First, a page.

Region set for heatwave with hottest day of year expected next week
PUBLISHED: 12:32 22 June 2018 | UPDATED: 15:26 22 June 2018
Suffolk and north Essex will bask in sunshine next week and temperatures could reach a scorching 30C (86F) - making the region as hot as Spain.
Forecasters predict the heatwave could bring the hottest day of 2018, with the next ten days expected to be dry and sunny.
The region’s weather over the weekend is also expected to be warm – with temperatures reaching 23C (73F) – mixed in with some spells of hazy sunshine.
The weather – combined with England’s World Cup match against Panama tomorrow – is sure to send people flocking to the shops to stock up on food for the barbecue.
If temperatures do hit 30C, Suffolk and north Essex will be as hot as Gibraltar and parts of southern Spain, such as Marbella, which are also forecast to be around the 30C mark.
Jim Bacon, forecaster at Weatherquest, said: “It’s full-on high summertime. It’s quite possible that we could hit the low 30s next week.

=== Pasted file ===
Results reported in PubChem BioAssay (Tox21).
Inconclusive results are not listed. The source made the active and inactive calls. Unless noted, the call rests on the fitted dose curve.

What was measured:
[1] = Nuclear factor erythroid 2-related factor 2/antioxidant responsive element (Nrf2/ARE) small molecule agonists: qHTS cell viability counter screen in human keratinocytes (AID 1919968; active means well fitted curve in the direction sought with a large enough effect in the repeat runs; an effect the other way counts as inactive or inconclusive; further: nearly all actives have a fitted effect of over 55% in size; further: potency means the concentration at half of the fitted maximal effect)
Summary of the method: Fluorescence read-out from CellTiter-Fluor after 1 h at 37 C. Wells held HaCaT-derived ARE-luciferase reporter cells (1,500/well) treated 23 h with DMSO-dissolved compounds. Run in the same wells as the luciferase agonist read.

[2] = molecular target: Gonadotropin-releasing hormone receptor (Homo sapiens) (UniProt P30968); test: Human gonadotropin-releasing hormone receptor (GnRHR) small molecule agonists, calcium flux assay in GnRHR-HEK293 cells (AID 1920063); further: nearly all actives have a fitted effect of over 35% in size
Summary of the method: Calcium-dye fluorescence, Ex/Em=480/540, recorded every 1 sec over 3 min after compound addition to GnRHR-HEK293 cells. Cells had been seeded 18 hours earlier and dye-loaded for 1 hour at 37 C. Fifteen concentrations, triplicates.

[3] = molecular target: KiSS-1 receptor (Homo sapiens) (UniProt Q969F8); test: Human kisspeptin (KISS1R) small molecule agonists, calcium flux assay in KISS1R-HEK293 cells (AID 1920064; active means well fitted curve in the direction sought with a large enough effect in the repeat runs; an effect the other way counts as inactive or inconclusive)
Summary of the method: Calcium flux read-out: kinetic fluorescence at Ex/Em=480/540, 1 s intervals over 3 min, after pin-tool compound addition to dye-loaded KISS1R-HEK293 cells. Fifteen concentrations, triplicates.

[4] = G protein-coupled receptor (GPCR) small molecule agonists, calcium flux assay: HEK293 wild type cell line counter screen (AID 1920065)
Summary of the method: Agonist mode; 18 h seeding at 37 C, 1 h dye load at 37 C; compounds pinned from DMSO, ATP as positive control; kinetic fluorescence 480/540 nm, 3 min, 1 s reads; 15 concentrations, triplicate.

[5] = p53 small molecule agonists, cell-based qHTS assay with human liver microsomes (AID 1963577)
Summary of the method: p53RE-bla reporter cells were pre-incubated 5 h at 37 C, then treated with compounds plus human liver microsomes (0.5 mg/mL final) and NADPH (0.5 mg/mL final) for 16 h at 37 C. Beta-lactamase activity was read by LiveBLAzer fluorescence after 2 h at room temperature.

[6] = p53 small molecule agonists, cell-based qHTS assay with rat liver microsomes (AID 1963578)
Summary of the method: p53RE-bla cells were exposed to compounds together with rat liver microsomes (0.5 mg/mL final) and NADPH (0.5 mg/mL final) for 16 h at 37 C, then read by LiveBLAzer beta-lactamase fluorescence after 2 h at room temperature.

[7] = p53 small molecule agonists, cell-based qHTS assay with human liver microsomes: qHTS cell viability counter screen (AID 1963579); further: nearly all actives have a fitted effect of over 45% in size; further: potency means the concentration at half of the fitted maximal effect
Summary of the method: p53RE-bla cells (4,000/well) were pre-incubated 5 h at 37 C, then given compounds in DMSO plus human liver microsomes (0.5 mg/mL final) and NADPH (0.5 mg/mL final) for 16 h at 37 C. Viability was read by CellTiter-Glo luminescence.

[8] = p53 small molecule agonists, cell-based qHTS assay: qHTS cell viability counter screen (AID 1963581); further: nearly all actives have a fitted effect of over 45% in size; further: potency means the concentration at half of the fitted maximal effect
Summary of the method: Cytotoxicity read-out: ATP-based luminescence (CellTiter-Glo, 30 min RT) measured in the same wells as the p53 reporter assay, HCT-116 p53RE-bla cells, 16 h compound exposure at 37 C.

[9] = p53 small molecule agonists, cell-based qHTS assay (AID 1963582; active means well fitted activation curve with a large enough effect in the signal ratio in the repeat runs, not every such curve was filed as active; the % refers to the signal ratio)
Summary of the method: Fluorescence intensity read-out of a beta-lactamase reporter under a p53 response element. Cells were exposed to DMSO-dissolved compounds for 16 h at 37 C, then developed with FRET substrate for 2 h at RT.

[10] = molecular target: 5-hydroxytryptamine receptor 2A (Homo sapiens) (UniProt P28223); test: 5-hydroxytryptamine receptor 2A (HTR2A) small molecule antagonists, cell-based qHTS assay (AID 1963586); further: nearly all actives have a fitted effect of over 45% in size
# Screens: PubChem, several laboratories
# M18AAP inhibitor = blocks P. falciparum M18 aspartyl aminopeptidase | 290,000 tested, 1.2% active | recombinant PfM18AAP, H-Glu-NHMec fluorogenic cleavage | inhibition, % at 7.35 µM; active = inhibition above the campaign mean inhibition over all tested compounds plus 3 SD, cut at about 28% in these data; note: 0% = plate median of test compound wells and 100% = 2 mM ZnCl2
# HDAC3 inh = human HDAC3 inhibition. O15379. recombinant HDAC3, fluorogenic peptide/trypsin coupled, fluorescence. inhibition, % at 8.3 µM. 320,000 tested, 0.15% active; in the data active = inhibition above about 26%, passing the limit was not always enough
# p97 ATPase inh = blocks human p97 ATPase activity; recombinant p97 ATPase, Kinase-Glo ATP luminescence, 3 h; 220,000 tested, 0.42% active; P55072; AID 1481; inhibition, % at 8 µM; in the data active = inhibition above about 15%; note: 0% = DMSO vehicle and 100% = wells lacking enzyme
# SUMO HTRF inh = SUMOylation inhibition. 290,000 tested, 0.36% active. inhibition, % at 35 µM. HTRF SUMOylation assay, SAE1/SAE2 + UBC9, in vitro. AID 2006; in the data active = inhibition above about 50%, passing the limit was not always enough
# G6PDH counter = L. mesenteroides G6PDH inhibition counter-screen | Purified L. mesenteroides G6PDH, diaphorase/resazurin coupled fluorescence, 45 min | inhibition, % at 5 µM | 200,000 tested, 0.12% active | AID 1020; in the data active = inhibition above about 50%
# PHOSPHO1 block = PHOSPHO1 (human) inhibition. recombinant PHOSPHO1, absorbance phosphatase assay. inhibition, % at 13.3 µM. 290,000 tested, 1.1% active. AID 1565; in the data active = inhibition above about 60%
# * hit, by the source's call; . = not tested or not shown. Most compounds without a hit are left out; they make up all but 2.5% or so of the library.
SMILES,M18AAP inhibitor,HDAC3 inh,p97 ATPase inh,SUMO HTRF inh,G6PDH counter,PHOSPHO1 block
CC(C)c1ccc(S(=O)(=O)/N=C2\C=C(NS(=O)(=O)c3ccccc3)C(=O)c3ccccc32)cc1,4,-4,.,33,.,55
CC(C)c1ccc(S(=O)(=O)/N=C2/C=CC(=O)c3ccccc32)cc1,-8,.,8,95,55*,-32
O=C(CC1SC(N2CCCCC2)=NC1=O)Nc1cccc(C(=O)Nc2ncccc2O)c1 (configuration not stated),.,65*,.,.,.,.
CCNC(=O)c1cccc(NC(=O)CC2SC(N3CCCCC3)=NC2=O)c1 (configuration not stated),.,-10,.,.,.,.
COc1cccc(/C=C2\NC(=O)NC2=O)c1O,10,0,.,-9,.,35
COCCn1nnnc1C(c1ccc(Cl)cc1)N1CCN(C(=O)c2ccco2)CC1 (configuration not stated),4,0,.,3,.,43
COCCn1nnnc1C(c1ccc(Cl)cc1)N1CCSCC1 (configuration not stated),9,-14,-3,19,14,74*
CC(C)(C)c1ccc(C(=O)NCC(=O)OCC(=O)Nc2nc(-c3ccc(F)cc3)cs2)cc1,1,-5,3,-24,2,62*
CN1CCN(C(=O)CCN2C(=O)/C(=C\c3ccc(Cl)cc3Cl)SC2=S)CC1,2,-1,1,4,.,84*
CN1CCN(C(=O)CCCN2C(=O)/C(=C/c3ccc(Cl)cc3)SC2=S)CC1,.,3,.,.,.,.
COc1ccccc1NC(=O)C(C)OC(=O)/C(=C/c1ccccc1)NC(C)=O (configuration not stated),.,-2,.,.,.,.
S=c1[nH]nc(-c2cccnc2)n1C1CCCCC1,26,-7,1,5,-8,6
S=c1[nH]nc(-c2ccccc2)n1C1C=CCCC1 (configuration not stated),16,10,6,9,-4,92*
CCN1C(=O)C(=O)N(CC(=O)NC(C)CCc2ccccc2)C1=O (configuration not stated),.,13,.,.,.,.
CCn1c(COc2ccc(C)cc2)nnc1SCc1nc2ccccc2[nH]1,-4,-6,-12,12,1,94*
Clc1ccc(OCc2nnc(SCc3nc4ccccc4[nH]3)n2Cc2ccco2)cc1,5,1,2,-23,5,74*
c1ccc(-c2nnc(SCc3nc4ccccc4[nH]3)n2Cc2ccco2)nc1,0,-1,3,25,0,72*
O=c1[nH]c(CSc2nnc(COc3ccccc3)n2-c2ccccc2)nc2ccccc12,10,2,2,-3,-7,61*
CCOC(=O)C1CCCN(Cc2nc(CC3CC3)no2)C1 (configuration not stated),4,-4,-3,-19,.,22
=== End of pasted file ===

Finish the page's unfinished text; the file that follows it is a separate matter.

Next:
“I wouldn’t like to say what day that will happen but looking ahead to the next week and a half – through this weekend and all next week – we are not likely to see anything in the way of rain.
“It might not be wall-to-wall sunshine, there will be some spells of hazy sunshine but it is going to be dry.
“We have had some cloudy days recently when the weather hasn’t been great while the west of the country was enjoying plenty of sunshine, so it’s now our time to shine.”
Mr Bacon added that pollen levels are high as we approach the peak season at the end of June and through July.
This could spell bad news for hay fever sufferers, who have been urged to check the pollen forecast as a prompt to taking medication if required.
The forecast heatwave has also prompted a Bury St Edmunds veterinary practice to warn owners not to let their pets suffer in the sun.
Eastgate Veterinary Group expects to see an increase in the number of pets coming into its surgery with heat-related symptoms – and they are urging owners never to leave pets unattended in vehicles.
Excessive panting, anxious pacing or, in severe cases, collapsing or convulsing can be signs that a pet could be suffering from heat stroke and people are advised to contact their vet immediately.